In all, I'm currently happy with the arrangement.
The Lord of the Rings
I started playing LotRO with the release of the "Mines of Moria" expansion; in other words, I bought the expansion and was paying a subscription long before LotRO went "free to play". I noted in that article that the business model didn't seem quite so generous in LotRO as in DDO.
Recently, LotRO released a massive update which Green Armadillo over at Player vs. Developer called F2P LOTRO Version 2. The patch revealed some pretty massive changes to some core mechanics of the game, particularly at the higher levels, with changes in now controversial mechanics like radiance (now removed from the game) and legendary items (significantly changed, similar to some proposed changes I posted a while ago.) They also revamped some of the UI elements, which is important and I'll cover a bit later.
The business model works similar to DDO in that you can buy points or earn them. Earning points in LotRO is done by completing the numerous deeds in the game, although it doesn't always feel so rewarding. Quests in an zone must be purchased, but you can wander around in a zone kill monsters for xp, etc. There are also consumables and character enhancements to purchase if you want. But, there's a small snag with LotRO: the expansion sold in stores (plus the mini-expansion of Mirkwood) and lifetime subscribers. I think they dealt with these issues fairly (you keep access to that content even without a subscription, and lifetime subscribers get free VIP status), but it's obvious that this meant some people could avoid paying more. So, it seems the "monetization" of LotRO has been more aggressive.
Cash shop aggro
So, I don't think the business model transition has gone so well. I subscribed for just over 2 years, but I've dropped my subscription a few months ago. I hadn't really logged on except to do a bit of crafting and to post some stuff up on the auction house. Part of the problem is that I played LotRO to be immersed in the world of Middle Earth, and the cash shop kept harming my suspension of disbelief, even as a VIP subscriber.
It also seemed that being a VIP wasn't quite the "all access ticket" it's reported to be. For example, I wanted to collect every recipe in the game on my tailor; tailors could make light and medium armor, often in Elven and Dwarven variations. Even ignoring the one-time use recipes, there were a lot out there. But, when I found out that there is a cosmetic recipe only available from the store, I think that really cemented my exasperation with the game. (Another source says you can get the recipe from a seasonal event, but I don't remember seeing it.) In essence, even as a subscriber, I'd have to pay out cash to accomplish a goal I set for myself. (Ironically enough, the last patch also completed this task for me, as I didn't need to actually acquire the last few in-game recipes I needed since they changed how tailor recipes work for output.)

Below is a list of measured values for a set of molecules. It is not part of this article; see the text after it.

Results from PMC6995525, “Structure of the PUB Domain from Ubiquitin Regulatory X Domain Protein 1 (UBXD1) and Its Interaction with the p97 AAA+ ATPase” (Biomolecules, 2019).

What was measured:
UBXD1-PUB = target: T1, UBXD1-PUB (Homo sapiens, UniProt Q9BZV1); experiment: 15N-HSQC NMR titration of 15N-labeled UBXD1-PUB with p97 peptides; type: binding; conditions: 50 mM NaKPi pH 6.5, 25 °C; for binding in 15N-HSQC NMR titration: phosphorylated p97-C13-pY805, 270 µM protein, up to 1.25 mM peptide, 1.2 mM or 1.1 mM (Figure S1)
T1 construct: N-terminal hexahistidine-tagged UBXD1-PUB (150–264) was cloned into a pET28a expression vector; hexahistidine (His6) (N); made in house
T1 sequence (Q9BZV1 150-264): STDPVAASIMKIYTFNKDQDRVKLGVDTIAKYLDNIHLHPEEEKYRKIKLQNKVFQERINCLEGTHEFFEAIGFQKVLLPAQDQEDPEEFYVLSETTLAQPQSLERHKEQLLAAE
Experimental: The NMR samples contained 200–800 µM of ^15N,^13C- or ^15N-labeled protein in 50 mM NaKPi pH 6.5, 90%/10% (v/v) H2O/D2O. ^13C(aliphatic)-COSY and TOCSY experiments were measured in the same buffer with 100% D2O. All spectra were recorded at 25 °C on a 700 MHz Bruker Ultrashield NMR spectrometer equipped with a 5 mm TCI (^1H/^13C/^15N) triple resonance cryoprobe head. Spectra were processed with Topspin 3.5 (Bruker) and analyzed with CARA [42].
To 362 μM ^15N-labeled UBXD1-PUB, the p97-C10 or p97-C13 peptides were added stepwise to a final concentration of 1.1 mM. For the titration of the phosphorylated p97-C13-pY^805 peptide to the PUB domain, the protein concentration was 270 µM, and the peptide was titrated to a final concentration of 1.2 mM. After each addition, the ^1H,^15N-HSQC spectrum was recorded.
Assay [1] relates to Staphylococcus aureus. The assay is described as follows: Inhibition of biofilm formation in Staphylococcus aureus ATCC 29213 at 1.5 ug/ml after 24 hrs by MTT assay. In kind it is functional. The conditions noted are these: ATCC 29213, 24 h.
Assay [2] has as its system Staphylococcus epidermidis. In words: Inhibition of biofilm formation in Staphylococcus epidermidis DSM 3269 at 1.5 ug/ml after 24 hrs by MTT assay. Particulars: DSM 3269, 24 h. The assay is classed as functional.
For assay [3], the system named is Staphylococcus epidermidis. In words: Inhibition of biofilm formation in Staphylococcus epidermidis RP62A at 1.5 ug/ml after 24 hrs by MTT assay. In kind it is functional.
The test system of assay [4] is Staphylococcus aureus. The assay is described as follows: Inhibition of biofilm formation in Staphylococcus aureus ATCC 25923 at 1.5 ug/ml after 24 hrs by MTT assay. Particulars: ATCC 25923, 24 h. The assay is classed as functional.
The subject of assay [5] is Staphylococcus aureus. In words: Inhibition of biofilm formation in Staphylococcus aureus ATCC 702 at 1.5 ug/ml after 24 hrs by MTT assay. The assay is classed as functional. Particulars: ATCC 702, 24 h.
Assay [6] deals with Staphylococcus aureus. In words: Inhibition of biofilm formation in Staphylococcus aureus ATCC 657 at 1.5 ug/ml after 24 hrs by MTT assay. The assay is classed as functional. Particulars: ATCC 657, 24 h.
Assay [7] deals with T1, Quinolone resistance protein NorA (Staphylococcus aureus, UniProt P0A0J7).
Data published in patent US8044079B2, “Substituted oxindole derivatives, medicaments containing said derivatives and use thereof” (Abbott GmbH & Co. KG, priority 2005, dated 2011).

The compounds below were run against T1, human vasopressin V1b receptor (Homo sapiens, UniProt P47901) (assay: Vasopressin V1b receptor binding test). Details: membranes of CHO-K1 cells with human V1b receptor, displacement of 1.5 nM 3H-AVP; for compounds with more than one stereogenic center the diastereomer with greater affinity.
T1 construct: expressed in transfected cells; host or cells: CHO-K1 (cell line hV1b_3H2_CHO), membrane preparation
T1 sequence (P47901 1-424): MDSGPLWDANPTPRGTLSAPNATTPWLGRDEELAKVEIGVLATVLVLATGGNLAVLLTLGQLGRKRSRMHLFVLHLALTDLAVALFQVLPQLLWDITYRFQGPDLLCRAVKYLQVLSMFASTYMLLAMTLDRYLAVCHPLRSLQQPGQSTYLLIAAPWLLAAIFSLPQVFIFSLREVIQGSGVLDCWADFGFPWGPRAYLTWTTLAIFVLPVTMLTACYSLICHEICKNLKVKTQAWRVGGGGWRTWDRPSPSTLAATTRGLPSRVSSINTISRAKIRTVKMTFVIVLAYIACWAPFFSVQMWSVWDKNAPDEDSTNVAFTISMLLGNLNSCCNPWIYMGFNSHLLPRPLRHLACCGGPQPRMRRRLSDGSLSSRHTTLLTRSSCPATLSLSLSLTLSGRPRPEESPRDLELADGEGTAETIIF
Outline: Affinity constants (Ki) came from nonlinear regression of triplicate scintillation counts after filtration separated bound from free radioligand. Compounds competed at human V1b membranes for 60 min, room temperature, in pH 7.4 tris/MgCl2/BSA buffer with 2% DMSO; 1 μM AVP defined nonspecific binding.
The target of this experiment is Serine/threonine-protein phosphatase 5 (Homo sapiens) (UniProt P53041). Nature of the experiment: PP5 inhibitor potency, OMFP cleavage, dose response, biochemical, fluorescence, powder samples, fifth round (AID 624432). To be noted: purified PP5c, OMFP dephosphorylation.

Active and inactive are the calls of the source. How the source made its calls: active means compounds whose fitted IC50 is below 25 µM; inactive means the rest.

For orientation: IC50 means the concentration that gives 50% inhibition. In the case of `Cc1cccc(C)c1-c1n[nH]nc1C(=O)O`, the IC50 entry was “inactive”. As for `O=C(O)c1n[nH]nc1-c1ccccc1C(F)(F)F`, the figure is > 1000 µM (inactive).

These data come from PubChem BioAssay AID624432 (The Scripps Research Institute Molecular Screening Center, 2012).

I was also very disappointed when mounts suddenly go missing only to appear in the cash shop. Maybe you can chalk this up to the devs deciding that the mount should be phased out, but allowing for cash shop purchases for people who missed it the first time around. But, what's the point of phasing out a cosmetic mount? To make the people who have it feel special, exclusive. But, if it's just available in the cash shop then it feels less so. Without a valid design reason for this change, then we have to look at the business reasons.
Finally, the cash shop is absolutely obnoxious. With the latest update they changed a lot of the UI panels to be larger. While I'm not sure it's better, exactly, there is an noticeable addition to the UI. See if you can notice it in this screenshot:
Yeah, that "enhance character" button at the bottom right-hand corner takes up a noticeable chunk of space. click on it and it expands into a menu, larger than most other menus in the game. I think Turbine knows what they're doing borders on obnoxious because they sent out some images with that button noticeably absent.
Sadly, this seems to be a trend for LotRO. Let's compare the button that takes you to the store in both games:
|The DDO Store button.
It fits in with the other buttons in the UI.
|The LotRO Store button.
Notice the size and color saturation differences and how it "pops out" of the normal UI.
The problem is, as I said above, I have played LotRO for the immersion into Middle Earth. Those buttons don't do it for me. Thus, I am no longer a subscriber.
Changing the terms of the agreement